It is disappointing that there are sites and developers that profit by fooling consumers into purchasing apps under false pretenses. There is very little difference between a paid review and a paid advertisement. All bloggers are expected to disclose when a review is written in exchange for money or gifts, but unfortunately, many sites do not give that information, and may give people the idea that all review sites are publishing paid content. Not so.

Is there a way to determine which sites are giving falsely positive reviews? In some cases, yes. These sites will often publish positive reviews for every app, without pointing out any faults. Often, the sites will have only reviews for relatively unknown apps, and subsequently, those apps will have high ratings in the App Store. It’s not always easy to tell, but an examination of both a website review and reviews left in the App Store should help potential app purchasers to determine when a site may not be giving unbiased reviews.

About Juli: Contact me via Twitter: @julipuli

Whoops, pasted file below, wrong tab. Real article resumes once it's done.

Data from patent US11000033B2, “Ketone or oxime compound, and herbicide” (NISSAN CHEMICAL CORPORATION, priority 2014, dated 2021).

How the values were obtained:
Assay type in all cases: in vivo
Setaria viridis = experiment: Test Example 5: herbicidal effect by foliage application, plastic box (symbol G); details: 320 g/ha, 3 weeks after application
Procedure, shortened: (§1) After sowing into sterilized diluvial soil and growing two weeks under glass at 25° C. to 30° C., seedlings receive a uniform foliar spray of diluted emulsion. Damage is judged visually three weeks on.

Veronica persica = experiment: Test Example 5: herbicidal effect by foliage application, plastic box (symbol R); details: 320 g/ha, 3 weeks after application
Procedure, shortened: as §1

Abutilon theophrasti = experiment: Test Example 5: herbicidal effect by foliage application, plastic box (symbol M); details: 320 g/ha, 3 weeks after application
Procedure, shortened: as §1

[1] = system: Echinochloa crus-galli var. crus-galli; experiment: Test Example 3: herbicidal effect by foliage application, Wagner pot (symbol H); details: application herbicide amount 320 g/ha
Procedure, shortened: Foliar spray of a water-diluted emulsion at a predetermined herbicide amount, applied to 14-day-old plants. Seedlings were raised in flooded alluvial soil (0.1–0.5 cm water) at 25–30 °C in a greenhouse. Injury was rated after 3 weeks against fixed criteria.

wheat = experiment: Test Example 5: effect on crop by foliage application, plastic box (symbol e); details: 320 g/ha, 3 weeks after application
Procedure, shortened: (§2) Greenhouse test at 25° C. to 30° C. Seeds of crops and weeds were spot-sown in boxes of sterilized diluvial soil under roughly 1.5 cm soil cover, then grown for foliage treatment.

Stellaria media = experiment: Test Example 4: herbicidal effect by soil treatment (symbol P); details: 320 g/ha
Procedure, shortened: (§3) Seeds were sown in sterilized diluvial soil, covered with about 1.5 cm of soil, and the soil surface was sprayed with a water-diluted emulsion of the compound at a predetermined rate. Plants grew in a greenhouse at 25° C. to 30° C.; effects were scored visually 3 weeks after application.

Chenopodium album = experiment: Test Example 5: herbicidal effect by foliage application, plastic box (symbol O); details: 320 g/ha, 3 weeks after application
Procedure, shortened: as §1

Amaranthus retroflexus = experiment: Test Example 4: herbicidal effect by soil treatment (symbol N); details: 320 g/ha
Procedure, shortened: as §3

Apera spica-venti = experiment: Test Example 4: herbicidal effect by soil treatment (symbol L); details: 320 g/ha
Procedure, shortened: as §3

• Anonymous

    Hey – I just released my first app in the app store, will you write a… oh wait, kidding. I did release an app though and some people offered my to write reviews for it – for compensation. I declined.

    But I recently checked out some apps for my kids and found a bunch of free games by a publisher called, somewhat suspiciously, “Top Free Games”. The name often appears next to an app title, so calling yourself “Top Free Games” will mislead many consumers into thinking that the app actually is one of the top free games.

    I downloaded the apps anyway because they were free, and because they had almost all 5 star reviews. But I didn’t find them (there were at least 10, hence the plural) to be very good. Every time I did something, I was prompted for some in-app-purchase or other. Not illegal of course, but I did wonder about the many 5 star ratings. People like spammy apps like that?

    Reading through some reviews, they did seem artificial. They said things like “Great app, love it” – no details. 

    As an app developer, it annoys me that people get away with that sort of thing. The games themselves weren’t spam, they were just cheaply put together clones of other, older games. 

    Anyway I am sure that both the publisher name, and the fake reviews prompt many people to download these apps and that the whole thing pays off in the end with accidental in-app purchases – keep in mind these are kids apps so kids might just get the password from their parents if they nag enough – and some of those in app purchases were $50! 

  • http://www.facebook.com/ekbecker Emily Becker

    Well said!